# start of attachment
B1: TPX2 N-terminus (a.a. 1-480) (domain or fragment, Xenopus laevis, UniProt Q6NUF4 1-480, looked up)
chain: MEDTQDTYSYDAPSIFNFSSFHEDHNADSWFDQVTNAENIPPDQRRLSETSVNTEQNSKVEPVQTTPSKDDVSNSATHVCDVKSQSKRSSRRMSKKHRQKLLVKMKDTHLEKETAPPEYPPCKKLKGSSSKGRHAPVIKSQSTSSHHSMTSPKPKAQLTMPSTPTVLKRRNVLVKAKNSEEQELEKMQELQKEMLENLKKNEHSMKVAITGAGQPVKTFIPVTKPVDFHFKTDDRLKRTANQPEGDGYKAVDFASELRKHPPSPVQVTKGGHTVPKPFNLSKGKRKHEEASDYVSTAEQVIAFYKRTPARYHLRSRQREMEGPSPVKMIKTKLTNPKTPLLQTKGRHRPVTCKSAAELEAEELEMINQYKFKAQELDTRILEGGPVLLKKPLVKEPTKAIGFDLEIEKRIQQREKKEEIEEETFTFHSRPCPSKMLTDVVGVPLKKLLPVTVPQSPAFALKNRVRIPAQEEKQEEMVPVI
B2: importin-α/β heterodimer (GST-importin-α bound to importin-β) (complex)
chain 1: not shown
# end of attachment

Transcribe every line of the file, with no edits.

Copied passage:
B1: TPX2 N-terminus (a.a. 1-480) (domain or fragment, Xenopus laevis, UniProt Q6NUF4 1-480, looked up)
chain: MEDTQDTYSYDAPSIFNFSSFHEDHNADSWFDQVTNAENIPPDQRRLSETSVNTEQNSKVEPVQTTPSKDDVSNSATHVCDVKSQSKRSSRRMSKKHRQKLLVKMKDTHLEKETAPPEYPPCKKLKGSSSKGRHAPVIKSQSTSSHHSMTSPKPKAQLTMPSTPTVLKRRNVLVKAKNSEEQELEKMQELQKEMLENLKKNEHSMKVAITGAGQPVKTFIPVTKPVDFHFKTDDRLKRTANQPEGDGYKAVDFASELRKHPPSPVQVTKGGHTVPKPFNLSKGKRKHEEASDYVSTAEQVIAFYKRTPARYHLRSRQREMEGPSPVKMIKTKLTNPKTPLLQTKGRHRPVTCKSAAELEAEELEMINQYKFKAQELDTRILEGGPVLLKKPLVKEPTKAIGFDLEIEKRIQQREKKEEIEEETFTFHSRPCPSKMLTDVVGVPLKKLLPVTVPQSPAFALKNRVRIPAQEEKQEEMVPVI
B2: importin-α/β heterodimer (GST-importin-α bound to importin-β) (complex)
chain 1: not shown